Marriage & Family

Impact of COVID-19 on new parents: Fewer Malaysian confinement nannies and higher hiring costs

young-asian-mother-holding-newborn-baby Image Credits: Freepik

COVID-19 not only has had its impact on the economy, but parents with newborns are also feeling the strain. According to PEM Confinement Nanny Agency’s (PEM) senior business manager Mishell Lee, demand for confinement nannies had a sharp increase recently due to travel restrictions around the world.

Couples who had plans to count on their parents based overseas or hire a domestic helper to help them tide through can only turn to confinement nanny agencies now amid travel restrictions.

Ms Lee mentioned that due to the slower rate of approval for work permits and the need to serve Stay-Home Notice (SHN) for each trip, the agency could only activate 200 out of its total manpower of around 400 nannies.

“Since the beginning of movement control order (MCO) and circuit breaker, PEM has been receiving a high number of requests from clients to extend the service of their confinement nannies, but we are unable to fulfil (these requests) due to the lack of manpower and this is still going on until today,” she said.

“Many of the mothers who signed up with us… have not yet fully recovered from delivery and being left alone will make it harder for them to take care of their newborn.”

New mothers left in limbo
asian-mother-comforting-crying-baby

Image Credits: Verywell Family

While most families would hire nannies for an average of 28 days, first-time parents may need a longer period.

A new parent who wanted to be known only as Ms Long, said, “Currently, I have no other options. We want a simple extension for 28 days and it will help us a lot. I would have recovered more and would be better able to take care of the baby.”

Ms Long’s parents, who are based in China, were supposed to travel to Singapore to help her after she gave birth. But plans were disrupted due to COVID-19 travel restrictions.

Another new mother, Ms Heather Huang, said, “The agencies told me that they had a limited supply and with border restrictions, they needed to make arrangements earlier to ensure the nanny’s work permit and quarantine can all be finalized.”

“I was a bit scared because I did not know how to bathe, feed, or just take care of the baby when she comes.”

Ms Huang stated that her preference for hiring Malaysian nannies was because of the relatively cheaper price and their rich experience.

Incurring higher hiring costs
confinement nanny with baby

Image Credits: The Wedding Vow

Some families are also incurring higher hiring costs due to the Ministry of Manpower (MOM)’s requirements. The added costs include the nanny’s compulsory stay in a dedicated SHN facility and the payment for the COVID-19 test.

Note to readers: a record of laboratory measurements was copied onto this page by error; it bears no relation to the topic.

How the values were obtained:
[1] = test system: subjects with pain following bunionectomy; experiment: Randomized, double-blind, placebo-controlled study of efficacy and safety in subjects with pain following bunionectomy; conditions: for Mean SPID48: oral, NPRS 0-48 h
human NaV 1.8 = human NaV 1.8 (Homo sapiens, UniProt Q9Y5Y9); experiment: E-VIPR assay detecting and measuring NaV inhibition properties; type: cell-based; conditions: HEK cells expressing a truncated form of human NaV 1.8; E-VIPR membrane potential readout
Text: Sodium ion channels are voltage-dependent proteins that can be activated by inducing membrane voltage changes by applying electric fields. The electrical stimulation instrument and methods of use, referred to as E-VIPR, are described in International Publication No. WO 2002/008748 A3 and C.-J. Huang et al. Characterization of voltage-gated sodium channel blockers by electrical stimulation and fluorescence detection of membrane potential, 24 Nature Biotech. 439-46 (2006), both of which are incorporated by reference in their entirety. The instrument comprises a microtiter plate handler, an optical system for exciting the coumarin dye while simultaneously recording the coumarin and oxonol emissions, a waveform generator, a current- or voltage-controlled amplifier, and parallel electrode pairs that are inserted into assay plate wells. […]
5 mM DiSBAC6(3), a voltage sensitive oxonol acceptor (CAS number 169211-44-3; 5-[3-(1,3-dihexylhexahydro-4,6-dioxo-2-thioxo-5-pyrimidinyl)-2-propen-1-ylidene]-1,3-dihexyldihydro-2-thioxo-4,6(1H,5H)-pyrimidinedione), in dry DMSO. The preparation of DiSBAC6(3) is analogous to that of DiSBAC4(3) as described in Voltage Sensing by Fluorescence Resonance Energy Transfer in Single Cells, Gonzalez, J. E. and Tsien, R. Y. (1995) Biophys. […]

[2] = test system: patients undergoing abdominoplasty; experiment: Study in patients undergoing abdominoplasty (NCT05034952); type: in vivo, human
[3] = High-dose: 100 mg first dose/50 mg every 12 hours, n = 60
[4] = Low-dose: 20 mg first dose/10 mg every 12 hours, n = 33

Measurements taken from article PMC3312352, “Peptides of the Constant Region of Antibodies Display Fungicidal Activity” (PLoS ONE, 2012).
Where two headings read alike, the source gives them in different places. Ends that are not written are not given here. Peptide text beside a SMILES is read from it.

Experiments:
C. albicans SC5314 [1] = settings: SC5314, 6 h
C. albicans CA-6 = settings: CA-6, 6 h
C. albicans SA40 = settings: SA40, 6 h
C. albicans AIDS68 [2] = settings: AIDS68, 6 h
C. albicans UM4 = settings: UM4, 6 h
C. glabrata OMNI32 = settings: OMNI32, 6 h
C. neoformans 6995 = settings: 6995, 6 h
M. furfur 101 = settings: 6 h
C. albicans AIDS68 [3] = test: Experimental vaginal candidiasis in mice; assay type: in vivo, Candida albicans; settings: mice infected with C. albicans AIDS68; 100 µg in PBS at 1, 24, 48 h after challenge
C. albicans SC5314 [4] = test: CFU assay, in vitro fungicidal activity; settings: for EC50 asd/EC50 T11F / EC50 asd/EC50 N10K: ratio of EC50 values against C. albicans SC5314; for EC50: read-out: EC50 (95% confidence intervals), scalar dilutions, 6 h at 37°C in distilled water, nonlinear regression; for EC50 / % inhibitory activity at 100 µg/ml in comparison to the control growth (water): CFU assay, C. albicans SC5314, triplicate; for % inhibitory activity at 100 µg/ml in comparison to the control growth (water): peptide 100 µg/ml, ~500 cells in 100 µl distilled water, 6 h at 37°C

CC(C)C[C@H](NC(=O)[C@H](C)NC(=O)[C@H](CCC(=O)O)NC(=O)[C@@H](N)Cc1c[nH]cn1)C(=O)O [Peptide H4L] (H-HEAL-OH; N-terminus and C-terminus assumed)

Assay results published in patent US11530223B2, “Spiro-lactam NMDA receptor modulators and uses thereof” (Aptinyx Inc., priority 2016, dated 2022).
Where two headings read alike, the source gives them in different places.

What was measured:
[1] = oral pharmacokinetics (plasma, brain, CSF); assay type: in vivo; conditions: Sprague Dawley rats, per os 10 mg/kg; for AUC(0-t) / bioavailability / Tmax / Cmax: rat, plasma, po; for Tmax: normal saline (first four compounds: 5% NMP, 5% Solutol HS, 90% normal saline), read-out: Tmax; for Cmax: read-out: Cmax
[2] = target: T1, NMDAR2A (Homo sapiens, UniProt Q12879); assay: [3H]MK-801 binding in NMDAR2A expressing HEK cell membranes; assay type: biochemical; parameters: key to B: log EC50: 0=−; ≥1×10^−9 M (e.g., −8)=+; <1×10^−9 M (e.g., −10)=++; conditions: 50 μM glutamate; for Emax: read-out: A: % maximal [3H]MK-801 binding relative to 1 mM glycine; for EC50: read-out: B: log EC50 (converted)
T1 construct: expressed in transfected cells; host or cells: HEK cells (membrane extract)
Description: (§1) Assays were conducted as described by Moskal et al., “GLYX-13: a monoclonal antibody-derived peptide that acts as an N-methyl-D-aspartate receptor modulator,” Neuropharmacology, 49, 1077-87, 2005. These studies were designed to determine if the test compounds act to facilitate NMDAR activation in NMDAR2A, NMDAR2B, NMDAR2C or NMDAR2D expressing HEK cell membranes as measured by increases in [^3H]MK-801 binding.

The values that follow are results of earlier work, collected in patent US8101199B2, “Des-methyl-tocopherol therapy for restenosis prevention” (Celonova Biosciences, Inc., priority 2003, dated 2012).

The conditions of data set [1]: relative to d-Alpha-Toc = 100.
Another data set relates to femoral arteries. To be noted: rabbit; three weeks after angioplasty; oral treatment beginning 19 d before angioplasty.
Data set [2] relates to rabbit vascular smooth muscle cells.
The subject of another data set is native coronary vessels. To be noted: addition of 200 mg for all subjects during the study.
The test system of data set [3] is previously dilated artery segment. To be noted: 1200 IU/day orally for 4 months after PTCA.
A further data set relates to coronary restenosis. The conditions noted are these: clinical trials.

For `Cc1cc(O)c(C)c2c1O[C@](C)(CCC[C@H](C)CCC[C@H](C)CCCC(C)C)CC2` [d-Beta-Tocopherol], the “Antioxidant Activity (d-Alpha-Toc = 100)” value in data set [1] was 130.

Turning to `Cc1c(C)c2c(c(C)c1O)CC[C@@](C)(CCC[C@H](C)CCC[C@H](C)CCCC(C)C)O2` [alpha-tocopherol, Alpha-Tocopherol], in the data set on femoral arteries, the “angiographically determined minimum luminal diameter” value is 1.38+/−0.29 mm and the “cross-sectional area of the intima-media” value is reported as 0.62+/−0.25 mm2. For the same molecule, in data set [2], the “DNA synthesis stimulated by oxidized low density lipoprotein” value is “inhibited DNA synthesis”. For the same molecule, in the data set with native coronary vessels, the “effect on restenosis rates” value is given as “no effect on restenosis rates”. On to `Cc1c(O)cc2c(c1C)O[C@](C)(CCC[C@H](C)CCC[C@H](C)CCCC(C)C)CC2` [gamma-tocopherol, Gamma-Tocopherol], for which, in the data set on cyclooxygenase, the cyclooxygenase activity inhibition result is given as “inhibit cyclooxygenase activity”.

In the case of Malaysia, people arriving from overseas will also need to quarantine at designated facilities for 14 days. Citizens are required to pay RM2,100 (S$690) of partial costs, while foreigners have to pay the full amount.

These additional amounts are passed on to the families, nannies, or the agencies, or shared between the relevant parties.

Mr Jason Teo is one individual who agreed to share the added financial costs with the agency he hired his Malaysian nanny from. For a period of 28 days, he had to pay an additional S$700 on top of the S$3,000 to hire the nanny.

“I agreed because I think it’s not fair to expect agencies to absorb all the added costs. And I think it would even be worse to expect the nannies to pay for it,” said the 29-year-old engineer whose first child arrived on Aug 14. 

“The nanny has been great for us so we are fine with it,” he added.

Malaysian confinement nannies affected as well
tey-may-leng-confinement-nanny

Image Credits: PEM

With the ongoing pandemic, not only the lack of support for new mothers and higher costs are involved. Malaysian confinement nannies are also feeling the pinch on their source of income and the need to be apart from their loved ones.

Ms Tey May Leng, 51, an employee of PEM, expressed that she had difficulties paying the university fees for her two children over the last three months when she could not leave Malaysia to work in Singapore during the MCO period.

“As I have not been working since March, I have lost around RM16,000 of income in total. My children’s university fees are around RM5,000 a month so it has been difficult,” she said.

“I will serve fewer customers for each trip due to the COVID-19 quarantine duration, but I can no longer afford to be choosy,” she added.

Ms Yow Yin Fen, 52, is also another PEM nanny from Malaysia who is based in Singapore and is staying with her daughter. She has not seen her husband in Kulai, Johor for six months.

“I miss my husband but being in Singapore makes more sense for me. I can serve more families for the agency.”

“But I worry that my husband is home alone and he struggles sometimes,” she added. As soon as the Malaysia government relaxes the travel restrictions and allows citizens to quarantine at home, Ms Yow plans to return to Malaysia.

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